Recent new stories from the Associated Press and Wired report that some employers are asking interviewees to give up their Facebook password so that they can check for objectionable content. Plenty of people are outraged about the obvious privacy violation, but allowing a potential employer to view your account is only the beginning of what someone can do with your Facebook password.
Anyone who has your Facebook password can not only read your private information, but also read your friends’ private information that they only share with friends. I have at least one Facebook friend who has had problems with an anonymous stalker. While it is unlikely that the person interviewing you for a job is the stalker, how well do you really know them after a 30 minute interview? You really have no way of knowing if the interviewer is going to write your username and password on a Post-It note and put it on the office whiteboard for everyone to see.
I may be comfortable giving up the information on my Facebook page, but it is a violation of my friend’s trust to give a stranger access to their information without at least giving them the opportunity to prevent it.
Beyond just reading people’s private information, an interviewer who gets your password can do all the bad things that a criminal can do after cracking your account. For example, they can:
- Post anything they want to your Facebook wall or the walls of any of your friends,
- Send private messages to your Facebook friends on your behalf,
- Log in to other sites that allow authentication with Facebook credentials,
- Create new accounts on your behalf at sites that use Facebook authentication, and
- Install Facebook applications in your account (which may further compromise your privacy, even if you change your password).
In most cases, unapproved postings will just lead to embarrassment. On professional sites, like LinkedIn and Stackoverflow, inappropriate material could could hurt your reputation in the online community enough to prevent you from getting a job elsewhere. In an extreme case, they might post child pornography in an attempt to get you arrested. You could probably prove that the post did not come from your computer, but you could have to defend yourself against civil or criminal charges.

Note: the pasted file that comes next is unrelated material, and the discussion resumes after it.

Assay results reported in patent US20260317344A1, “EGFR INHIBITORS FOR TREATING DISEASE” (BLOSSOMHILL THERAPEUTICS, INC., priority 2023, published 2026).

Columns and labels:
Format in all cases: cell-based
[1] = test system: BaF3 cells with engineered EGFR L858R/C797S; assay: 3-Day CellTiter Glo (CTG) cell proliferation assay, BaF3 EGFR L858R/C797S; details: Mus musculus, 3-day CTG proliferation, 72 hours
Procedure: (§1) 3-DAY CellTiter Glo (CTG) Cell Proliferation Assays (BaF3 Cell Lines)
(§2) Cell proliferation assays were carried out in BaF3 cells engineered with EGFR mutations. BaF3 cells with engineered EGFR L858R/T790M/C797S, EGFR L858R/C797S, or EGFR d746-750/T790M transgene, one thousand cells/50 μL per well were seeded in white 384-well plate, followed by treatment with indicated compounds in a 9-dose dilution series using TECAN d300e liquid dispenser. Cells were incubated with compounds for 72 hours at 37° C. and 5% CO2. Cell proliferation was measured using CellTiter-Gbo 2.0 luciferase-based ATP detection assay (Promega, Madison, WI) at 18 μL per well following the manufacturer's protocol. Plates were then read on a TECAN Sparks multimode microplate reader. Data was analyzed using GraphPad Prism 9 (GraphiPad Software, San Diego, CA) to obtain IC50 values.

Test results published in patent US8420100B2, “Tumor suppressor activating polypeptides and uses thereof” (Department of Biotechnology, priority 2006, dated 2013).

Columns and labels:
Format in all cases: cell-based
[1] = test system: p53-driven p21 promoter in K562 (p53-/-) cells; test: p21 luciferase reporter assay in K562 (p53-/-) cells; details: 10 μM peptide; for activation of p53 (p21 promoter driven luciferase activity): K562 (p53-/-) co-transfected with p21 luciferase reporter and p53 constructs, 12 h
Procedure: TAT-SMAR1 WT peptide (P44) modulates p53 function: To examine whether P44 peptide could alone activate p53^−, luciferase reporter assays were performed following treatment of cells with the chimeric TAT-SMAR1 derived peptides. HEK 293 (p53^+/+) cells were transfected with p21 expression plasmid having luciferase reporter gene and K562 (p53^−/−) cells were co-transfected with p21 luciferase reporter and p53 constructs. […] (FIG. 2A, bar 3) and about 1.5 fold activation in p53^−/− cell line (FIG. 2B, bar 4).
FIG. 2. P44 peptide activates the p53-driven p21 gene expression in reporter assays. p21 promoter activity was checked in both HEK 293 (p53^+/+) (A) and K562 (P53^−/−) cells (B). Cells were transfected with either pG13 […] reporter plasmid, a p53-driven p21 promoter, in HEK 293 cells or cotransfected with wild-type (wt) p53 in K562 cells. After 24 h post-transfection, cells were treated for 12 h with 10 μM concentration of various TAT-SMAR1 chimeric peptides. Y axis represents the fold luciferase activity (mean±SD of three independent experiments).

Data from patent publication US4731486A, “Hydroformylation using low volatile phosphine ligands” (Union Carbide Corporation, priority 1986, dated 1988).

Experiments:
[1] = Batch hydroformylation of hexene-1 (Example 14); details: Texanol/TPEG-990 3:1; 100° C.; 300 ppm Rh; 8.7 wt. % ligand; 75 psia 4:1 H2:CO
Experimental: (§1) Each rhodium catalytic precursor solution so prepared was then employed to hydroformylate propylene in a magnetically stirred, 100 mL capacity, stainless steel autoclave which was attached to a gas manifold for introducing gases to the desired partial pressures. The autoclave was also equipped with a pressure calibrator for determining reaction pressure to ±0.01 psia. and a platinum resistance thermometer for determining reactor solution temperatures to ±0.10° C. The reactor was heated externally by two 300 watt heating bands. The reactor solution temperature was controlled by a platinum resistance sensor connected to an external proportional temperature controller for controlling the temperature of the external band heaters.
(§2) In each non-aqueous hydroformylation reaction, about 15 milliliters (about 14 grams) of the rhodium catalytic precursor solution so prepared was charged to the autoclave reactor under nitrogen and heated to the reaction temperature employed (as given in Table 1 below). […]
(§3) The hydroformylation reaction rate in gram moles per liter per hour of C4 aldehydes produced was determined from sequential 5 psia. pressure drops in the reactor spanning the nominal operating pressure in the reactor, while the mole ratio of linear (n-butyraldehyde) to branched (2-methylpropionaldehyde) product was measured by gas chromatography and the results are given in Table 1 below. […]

There is a good reason that security principles say that you should never tell anyone your password — as soon as you tell someone your password, you lose control of the account. Demanding interviewees to give passwords to interviewers conditions employees to give up their passwords when asked by anyone with apparent authority. This kind of practice usually ends up with an employee sending a password through email to an attacker who demanded it.
If you are asked to surrender a password in an interview and you do not feel like you can outright refuse because you need the job, you should at least explain the risks to the interviewer. If they expect to have continuous access to your account (i.e., you cannot change the password as soon as you leave the office) you should definitely ask to see the part of their security practices document that describes how your password will be protected, who will have access to it, and under what circumstances.